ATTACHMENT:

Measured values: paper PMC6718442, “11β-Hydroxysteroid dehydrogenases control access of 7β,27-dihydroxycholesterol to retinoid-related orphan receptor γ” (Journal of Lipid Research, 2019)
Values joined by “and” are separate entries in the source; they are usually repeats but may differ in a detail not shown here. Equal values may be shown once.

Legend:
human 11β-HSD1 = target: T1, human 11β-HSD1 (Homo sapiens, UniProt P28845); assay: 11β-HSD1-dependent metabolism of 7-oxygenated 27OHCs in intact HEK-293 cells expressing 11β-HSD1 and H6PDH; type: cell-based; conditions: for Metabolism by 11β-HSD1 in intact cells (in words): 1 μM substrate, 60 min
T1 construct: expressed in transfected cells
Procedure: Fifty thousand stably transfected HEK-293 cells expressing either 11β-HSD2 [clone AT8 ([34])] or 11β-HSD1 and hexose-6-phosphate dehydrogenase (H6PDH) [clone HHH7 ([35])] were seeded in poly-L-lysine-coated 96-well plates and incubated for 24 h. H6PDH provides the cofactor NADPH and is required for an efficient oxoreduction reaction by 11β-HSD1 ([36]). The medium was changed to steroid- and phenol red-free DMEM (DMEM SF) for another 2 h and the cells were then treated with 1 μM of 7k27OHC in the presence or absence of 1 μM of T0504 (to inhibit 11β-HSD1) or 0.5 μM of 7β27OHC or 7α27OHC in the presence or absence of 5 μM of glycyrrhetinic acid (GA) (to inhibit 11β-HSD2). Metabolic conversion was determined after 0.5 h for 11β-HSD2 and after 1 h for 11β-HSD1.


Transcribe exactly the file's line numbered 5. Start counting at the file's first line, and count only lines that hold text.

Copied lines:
T1 construct: expressed in transfected cells